• Source
    [Show abstract] [Hide abstract]
    ABSTRACT: Presenilin 1 (PS1) regulates environmental enrichment (EE)-mediated neural progenitor cell (NPC) proliferation and neurogenesis in the adult hippocampus. We now report that transgenic mice that ubiquitously express human PS1 variants linked to early-onset familial Alzheimer's disease (FAD) neither exhibit EE-induced proliferation, nor neuronal lineage commitment of NPCs. Remarkably, the proliferation and differentiation of cultured NPCs from standard-housed mice expressing wild-type PS1 or PS1 variants are indistinguishable. On the other hand, wild-type NPCs cocultured with primary microglia from mice expressing PS1 variants exhibit impaired proliferation and neuronal lineage commitment, phenotypes that are recapitulated with mutant microglia conditioned media in which we detect altered levels of selected soluble signaling factors. These findings lead us to conclude that factors secreted from microglia play a central role in modulating hippocampal neurogenesis, and argue for non-cell-autonomous mechanisms that govern FAD-linked PS1-mediated impairments in adult hippocampal neurogenesis.
    Neuron 09/2008; 59(4):568-80. DOI:10.1016/j.neuron.2008.07.033 · 15.05 Impact Factor
  • [Show abstract] [Hide abstract]
    ABSTRACT: Lactate uses an unknown mechanism to induce panic attacks in people and panic-like symptoms in rodents. We tested whether intraperitoneal (IP) lactate injections act peripherally or centrally to induce panic-like symptoms in rats by examining whether IP lactate directly affects the CNS. In Long-Evans rats, IP lactate (2 mmol/kg) injection increased lactate levels in the plasma and the cerebrospinal fluid. IP lactate also induced tachycardia and behavioral freezing suggesting the production of panic-like behavior. To enter intermediate metabolism, lactate is oxidized by lactate dehydrogenase (LDH) to pyruvate with co-reduction of NAD(+) to NADH. Therefore, we measured the ratio of NADH/NAD(+) to test whether IP lactate altered lactate metabolism in the CNS. Lactate metabolism was studied in the hippocampus, a brain region believed to contribute to panic-like symptoms. IP lactate injection lowered the ratio of NADH/NAD(+) without altering the total amount of NADH and NAD(+) suggesting oxidation of hippocampal redox state. Lactate oxidized hippocampal redox since intrahippocampal injection of the LDH inhibitor, oxamate (50mM) prevented the oxidation of NADH/NAD(+) by IP lactate. In addition to oxidizing hippocampal redox, IP lactate rapidly increased the firing rate of hippocampal neurons. Similar IP pyruvate injections had no effect. Neural discharge also increased following intrahippocampal lactate injection suggesting that increased discharge was a direct action of lactate on the hippocampus. These studies show that oxidation of brain redox and increased hippocampal firing are direct actions of lactate on the CNS that may contribute to the production of lactate-induced panic.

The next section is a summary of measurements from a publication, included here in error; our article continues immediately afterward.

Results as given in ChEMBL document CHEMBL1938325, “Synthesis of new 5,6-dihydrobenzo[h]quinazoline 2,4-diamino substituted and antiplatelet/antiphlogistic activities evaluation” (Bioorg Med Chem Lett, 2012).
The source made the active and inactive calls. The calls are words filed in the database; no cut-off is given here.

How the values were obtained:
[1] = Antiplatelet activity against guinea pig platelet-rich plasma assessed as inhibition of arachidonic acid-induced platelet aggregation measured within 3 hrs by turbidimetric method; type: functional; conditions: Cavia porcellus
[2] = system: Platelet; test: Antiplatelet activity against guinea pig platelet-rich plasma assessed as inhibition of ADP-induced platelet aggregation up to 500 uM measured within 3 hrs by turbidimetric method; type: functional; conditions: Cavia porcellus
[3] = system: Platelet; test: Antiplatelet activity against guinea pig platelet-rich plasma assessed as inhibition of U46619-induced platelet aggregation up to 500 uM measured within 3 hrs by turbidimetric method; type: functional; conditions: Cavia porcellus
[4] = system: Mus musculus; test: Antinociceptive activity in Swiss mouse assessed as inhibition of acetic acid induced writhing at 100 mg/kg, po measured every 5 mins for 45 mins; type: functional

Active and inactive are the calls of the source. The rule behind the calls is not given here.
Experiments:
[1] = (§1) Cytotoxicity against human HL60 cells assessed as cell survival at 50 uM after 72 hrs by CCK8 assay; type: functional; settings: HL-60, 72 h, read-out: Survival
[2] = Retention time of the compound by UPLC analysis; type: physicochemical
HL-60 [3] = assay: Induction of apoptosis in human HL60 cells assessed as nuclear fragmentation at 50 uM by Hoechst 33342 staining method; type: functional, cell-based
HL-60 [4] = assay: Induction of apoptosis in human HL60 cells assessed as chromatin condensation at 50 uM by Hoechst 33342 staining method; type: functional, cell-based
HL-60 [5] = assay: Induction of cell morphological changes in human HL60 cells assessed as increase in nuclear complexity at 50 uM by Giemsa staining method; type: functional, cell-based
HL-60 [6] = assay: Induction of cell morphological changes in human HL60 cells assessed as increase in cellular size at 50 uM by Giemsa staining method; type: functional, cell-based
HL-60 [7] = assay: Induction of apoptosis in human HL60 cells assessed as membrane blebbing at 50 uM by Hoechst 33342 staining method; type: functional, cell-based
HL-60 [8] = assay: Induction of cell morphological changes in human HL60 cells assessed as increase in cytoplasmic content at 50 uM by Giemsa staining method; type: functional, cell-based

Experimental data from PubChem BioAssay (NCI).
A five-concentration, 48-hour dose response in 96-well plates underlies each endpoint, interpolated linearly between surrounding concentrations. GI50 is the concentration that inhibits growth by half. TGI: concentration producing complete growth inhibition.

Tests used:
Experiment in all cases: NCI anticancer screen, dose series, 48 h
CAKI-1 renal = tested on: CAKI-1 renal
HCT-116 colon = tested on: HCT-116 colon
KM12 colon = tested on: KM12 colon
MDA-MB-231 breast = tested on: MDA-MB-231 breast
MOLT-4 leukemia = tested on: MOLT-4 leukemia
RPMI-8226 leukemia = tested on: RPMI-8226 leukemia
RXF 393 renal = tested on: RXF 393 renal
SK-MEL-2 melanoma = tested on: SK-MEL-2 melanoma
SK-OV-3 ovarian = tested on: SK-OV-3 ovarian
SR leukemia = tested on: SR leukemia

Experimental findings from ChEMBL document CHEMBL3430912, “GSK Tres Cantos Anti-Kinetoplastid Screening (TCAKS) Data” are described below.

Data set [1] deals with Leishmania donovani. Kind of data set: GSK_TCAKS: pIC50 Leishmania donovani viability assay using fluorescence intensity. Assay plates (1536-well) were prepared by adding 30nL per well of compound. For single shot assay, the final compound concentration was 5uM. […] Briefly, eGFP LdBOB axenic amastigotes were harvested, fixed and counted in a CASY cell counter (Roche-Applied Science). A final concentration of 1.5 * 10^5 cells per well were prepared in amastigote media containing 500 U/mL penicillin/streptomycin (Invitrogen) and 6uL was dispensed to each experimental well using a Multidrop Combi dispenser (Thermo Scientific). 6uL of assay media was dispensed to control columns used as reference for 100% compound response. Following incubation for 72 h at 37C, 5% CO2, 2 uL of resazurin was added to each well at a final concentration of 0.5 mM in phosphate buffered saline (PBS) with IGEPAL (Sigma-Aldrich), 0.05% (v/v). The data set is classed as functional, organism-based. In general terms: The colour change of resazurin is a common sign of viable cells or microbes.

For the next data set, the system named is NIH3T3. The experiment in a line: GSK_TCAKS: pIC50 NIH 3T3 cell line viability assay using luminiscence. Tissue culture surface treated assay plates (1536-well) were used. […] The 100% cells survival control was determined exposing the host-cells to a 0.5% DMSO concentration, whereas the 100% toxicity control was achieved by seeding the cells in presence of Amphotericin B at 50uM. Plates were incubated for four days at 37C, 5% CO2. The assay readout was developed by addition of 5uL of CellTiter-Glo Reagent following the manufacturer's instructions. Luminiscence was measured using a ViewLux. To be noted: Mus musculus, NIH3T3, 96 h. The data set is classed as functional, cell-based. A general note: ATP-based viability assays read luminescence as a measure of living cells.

Neuroscience Letters 05/2009; 453(3):219-24. DOI:10.1016/j.neulet.2009.02.041 · 2.03 Impact Factor
Show more